Could not catch your scent.
When thorns cut you
And stones bruised your feet,
You left dark blood that shone
in the moonlight. You outran
The dogs, the rifles and the chains,
The torture of cotton presses,
And now you stand on that far shore
Beckoning to all men who would be free,
All people who have bled like you,
To swim across those dark waters,
Not without fear, smelling
Their own blood, but knowing,
As you know,
How precious it is
To free a country
From its own chains.
—James Hargrove
He didn't know it at first, but Mr. Hargrove is not the only poet to be inspired by Roper. Published at the end of the 1848 edition of the Narrative of the Adventures and Escape of Moses Roper, from American Slavery are no less then five poems written by people moved by Roper's writing and speeches.  
The exhibit was made possible with financial support from:
And generous private donors.
***Please note: Located at 86 Water Street, the Apalachicola Center for History, Culture, and Art is normally open Tuesdays through Saturdays from 11:00 a.m. to 5:00 p.m. The center is temporarily closed due to staffing issues.***

Market Street Beautification

Several of the sabal palms on Market Street were overdue for maintenance, so earlier this month Main Street paid for them to be trimmed and the fronds hauled away.
Main Street volunteers then followed up with brooms and blowers to leave the sidewalk pristine. Thank you to our donors and volunteers who made this project possible!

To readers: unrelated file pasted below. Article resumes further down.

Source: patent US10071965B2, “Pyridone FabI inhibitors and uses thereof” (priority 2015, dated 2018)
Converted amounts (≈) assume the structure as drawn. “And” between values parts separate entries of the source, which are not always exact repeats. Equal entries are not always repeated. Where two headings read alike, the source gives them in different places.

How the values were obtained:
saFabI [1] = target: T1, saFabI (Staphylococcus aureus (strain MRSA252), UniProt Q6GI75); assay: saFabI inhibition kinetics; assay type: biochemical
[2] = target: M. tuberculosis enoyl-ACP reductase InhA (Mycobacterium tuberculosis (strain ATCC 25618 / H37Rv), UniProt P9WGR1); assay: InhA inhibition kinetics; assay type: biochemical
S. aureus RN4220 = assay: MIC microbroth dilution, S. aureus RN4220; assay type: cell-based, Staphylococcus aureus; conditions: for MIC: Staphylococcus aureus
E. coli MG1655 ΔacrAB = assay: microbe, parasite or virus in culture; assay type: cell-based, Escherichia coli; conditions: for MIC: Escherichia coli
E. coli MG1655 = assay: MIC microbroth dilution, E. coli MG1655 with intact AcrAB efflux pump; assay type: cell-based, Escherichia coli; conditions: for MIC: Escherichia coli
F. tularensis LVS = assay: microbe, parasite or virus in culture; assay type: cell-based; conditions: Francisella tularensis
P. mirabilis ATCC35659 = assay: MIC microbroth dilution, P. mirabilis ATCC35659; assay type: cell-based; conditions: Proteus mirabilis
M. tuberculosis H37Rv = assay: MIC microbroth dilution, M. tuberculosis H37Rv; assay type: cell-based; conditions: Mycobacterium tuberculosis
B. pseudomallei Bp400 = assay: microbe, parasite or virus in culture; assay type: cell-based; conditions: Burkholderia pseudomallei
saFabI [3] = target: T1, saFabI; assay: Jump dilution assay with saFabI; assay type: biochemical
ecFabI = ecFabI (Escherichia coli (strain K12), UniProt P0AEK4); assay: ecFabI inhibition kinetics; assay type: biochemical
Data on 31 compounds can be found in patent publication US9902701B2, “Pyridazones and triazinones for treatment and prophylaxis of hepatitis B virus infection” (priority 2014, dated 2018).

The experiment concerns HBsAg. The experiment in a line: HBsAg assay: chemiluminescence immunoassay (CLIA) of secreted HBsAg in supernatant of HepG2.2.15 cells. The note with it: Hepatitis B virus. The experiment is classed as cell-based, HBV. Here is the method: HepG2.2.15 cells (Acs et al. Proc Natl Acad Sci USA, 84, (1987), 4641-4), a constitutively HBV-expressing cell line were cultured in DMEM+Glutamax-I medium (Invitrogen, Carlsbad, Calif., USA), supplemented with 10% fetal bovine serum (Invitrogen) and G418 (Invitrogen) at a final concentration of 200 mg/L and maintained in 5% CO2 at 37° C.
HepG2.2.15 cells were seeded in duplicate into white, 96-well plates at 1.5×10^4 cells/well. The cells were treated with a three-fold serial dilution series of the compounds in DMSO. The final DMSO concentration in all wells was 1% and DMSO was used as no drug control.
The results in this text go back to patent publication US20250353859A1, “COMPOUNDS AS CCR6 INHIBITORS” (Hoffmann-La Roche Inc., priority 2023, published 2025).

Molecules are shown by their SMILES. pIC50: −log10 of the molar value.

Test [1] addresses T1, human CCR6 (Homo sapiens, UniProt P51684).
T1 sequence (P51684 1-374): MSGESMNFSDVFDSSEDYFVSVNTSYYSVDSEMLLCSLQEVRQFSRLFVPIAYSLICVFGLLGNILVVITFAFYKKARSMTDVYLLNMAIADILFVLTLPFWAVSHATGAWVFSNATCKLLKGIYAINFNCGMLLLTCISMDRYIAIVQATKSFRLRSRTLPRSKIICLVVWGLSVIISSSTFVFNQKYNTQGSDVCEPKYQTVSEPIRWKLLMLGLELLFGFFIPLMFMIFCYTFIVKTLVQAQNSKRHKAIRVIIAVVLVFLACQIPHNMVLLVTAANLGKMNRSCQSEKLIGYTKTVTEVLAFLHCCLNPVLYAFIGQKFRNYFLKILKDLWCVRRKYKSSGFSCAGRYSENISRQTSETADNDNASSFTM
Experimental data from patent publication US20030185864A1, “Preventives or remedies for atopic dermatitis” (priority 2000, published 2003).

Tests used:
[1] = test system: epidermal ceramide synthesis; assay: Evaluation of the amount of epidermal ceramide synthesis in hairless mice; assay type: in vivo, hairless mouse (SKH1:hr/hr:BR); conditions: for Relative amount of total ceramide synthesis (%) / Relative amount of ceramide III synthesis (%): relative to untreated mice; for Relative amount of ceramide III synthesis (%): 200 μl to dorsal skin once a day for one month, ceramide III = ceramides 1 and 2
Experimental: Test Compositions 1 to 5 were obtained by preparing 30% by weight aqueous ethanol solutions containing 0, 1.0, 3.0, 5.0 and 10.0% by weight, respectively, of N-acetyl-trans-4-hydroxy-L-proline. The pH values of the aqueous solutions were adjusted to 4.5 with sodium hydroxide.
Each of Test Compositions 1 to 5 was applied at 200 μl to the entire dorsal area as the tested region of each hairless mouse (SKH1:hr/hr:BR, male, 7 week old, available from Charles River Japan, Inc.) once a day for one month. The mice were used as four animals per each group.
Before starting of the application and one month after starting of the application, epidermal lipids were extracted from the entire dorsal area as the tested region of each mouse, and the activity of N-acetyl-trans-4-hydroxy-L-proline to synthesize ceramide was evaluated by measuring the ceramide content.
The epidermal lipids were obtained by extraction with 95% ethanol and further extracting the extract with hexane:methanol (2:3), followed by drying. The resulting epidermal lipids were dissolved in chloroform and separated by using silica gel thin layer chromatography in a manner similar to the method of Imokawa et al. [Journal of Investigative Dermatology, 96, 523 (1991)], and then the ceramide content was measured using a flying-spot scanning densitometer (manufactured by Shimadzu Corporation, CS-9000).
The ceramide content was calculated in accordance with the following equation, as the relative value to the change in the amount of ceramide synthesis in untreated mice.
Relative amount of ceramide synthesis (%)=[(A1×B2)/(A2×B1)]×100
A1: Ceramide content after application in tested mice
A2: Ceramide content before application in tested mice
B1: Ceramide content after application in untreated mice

Apalachicola Main Street volunteers Jim Bachrach, Bob and Susan Oakes, and Jan Thomas.

Our Mission

Apalachicola Main Street, Inc. was established in 2011 as part of the Florida Main Street and National Main Street networks. Apalachicola Main Street’s mission is to enhance the downtown district of Apalachicola with sound economic development that promotes a sustainable future while preserving the district’s historical significance and commitment to quality of life in our community.
We are committed to preserving and promoting the district's rich contributions to Florida’s diverse historical and cultural heritage
Apalachicola Main Street has been designated as a 2020 Accredited Main Street America™ program.
The downtown district is defined as the City Marina at Battery Park to the Scipio Creek boat basin, and from Water Street to 6th Street.

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A copy of the official registration and financial information may be obtained from The Division of Consumer Services by calling toll-free within the state. Registration does not imply endorsement, approval, or recommendation by the State. 
1-800-HELP-FLA (435-7352) or www.FloridaConsumerHelp.com. License # CH44897.